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I was doing some repair on a tiny leak in one of my natural gas pipes, and noticed that inside the pipe was a small amount of rust. When I took the pipe off, when I turned it upside down a small amount of rust came out. I could see a thin layer of rust coating the pipe in at least a few parts.

It wasn't large enough to concern me, but it made me wonder why this happened. Do these pipes rust from the inside out, and eventually need replacement?

I'm also not completely sure how these pipes could rust inside them. The pipes themselves should always have methane in them and no oxygen or water. There was zero rust on the outside.

The house itself was built in 1924. I'm not sure when gas was put in, but this was a gas pipe in the laundry room feeding the dryer, so it might be as old as 60-70 years.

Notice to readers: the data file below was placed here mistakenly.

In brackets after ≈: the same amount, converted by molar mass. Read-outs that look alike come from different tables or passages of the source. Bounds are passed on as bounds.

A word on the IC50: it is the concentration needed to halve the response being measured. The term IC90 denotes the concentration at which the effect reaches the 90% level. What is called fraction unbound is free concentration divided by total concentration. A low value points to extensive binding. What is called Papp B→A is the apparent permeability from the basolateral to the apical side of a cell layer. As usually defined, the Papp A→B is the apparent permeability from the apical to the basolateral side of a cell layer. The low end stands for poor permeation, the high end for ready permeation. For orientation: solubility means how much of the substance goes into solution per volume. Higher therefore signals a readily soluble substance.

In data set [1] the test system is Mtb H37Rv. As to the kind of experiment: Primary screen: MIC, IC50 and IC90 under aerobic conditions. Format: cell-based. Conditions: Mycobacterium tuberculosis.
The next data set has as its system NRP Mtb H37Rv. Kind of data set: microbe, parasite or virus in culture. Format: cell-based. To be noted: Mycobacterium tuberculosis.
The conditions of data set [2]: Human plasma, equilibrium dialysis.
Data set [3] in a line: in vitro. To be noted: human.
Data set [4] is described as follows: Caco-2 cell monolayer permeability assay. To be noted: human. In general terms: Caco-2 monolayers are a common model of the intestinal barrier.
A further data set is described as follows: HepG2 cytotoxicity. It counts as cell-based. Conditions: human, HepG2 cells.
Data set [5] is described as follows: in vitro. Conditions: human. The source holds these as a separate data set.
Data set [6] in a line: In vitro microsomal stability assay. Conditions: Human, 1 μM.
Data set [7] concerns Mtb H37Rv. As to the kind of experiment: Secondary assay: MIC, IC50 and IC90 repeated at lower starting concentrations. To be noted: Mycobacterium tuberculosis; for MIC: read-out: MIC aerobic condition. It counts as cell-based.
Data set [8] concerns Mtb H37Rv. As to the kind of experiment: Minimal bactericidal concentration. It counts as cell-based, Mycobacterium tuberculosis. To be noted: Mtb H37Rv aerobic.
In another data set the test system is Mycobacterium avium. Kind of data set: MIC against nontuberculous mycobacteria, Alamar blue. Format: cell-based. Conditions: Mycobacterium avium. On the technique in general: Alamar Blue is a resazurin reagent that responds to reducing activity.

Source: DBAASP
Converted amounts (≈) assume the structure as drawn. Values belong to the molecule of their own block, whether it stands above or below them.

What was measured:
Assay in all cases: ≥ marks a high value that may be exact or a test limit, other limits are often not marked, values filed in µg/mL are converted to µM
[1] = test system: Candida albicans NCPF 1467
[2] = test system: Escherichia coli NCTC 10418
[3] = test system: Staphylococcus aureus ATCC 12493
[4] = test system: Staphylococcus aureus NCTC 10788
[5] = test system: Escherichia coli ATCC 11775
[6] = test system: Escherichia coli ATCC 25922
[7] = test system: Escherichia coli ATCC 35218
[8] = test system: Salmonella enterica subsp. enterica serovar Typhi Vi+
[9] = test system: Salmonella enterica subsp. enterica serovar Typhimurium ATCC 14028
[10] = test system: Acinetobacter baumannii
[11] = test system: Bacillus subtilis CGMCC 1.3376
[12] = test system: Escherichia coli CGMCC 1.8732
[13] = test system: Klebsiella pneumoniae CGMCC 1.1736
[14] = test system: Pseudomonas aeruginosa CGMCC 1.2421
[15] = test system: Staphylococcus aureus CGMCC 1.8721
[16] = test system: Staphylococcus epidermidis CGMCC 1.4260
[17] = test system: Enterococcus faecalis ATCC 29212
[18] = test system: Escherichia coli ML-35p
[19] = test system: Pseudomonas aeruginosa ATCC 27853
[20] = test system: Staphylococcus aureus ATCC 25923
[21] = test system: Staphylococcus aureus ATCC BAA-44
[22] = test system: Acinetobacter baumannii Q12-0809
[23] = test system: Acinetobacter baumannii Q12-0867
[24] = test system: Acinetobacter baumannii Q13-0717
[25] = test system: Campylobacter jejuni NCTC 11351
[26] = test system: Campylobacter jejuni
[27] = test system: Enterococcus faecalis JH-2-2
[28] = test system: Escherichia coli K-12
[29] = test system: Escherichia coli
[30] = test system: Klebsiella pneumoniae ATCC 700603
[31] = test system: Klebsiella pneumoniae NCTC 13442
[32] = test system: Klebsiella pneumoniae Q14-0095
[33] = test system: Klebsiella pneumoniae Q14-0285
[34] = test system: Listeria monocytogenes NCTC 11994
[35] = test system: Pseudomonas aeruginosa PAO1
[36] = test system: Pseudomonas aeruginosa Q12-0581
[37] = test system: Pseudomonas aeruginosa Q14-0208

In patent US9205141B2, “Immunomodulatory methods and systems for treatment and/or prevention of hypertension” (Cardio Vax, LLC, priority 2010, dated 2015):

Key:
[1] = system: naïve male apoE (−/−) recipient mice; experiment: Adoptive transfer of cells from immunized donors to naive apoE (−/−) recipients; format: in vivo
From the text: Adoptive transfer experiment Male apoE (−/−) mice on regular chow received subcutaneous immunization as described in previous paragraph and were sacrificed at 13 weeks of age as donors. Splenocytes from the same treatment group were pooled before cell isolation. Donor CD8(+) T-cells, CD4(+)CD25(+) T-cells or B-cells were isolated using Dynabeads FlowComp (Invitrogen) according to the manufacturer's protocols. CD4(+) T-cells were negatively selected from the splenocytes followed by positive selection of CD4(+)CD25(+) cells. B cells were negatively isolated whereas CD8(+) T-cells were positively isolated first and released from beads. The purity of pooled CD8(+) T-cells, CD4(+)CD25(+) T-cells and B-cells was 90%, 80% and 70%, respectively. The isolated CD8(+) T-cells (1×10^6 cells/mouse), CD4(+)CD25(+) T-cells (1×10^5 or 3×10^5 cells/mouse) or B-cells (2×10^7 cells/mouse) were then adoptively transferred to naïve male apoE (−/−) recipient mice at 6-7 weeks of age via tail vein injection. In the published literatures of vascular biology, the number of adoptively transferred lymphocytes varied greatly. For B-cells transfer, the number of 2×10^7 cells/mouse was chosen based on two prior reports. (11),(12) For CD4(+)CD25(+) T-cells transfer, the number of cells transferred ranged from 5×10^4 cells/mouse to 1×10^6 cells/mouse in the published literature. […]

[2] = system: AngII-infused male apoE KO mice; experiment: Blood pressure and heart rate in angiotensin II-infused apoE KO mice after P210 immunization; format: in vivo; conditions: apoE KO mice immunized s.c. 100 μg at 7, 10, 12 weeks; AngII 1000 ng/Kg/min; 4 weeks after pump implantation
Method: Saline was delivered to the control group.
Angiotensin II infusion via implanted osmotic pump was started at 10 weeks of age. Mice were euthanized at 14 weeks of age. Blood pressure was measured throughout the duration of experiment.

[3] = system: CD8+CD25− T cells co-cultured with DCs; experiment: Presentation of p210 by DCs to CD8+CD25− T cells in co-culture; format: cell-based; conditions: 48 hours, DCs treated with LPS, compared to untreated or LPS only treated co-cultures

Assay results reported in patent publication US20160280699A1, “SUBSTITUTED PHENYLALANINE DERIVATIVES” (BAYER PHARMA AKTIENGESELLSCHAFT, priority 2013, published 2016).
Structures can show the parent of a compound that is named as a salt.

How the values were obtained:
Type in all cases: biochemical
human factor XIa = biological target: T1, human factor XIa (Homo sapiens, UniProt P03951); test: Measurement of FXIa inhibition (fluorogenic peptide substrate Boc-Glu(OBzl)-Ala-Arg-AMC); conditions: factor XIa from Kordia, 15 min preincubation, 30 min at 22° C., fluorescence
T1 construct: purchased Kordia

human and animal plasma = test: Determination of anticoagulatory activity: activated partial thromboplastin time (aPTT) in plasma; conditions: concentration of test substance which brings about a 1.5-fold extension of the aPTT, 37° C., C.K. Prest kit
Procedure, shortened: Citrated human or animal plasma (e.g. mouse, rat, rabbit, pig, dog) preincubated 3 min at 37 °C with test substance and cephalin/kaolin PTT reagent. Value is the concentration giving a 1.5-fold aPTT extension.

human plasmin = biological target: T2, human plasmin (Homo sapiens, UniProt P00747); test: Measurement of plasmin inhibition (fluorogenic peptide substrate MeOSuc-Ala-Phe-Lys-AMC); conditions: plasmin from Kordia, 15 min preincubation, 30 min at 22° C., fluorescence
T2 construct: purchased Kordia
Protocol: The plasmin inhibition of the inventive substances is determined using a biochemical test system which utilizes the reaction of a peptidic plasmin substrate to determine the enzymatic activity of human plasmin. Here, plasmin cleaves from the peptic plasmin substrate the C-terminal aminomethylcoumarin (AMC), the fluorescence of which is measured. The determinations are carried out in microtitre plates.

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It's entirely normal. There is always a bit of moisture in natural gas and there can also be small amounts of other impurities including oxygen. This is enough to cause small amounts of rust in black iron pipes.

Obviously there is little danger of it rusting through any time soon since, as you've noted, it's been there perhaps 60-70 years and will likely be good for another 60 years or longer.

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  • Small addition to the excellent explanation: the mysterious stub of pipe hanging down near each gas appliance is a trap. It is there to catch water and other debris that might come along through the gas pipe so that these don't cause blockages or other trouble in the appliance. – Greg Hill Oct 19 '20 at 1:14
  • That is why "dip legs" are used with gas pipe so any loose rust drops out .. – blacksmith37 Oct 19 '20 at 2:10

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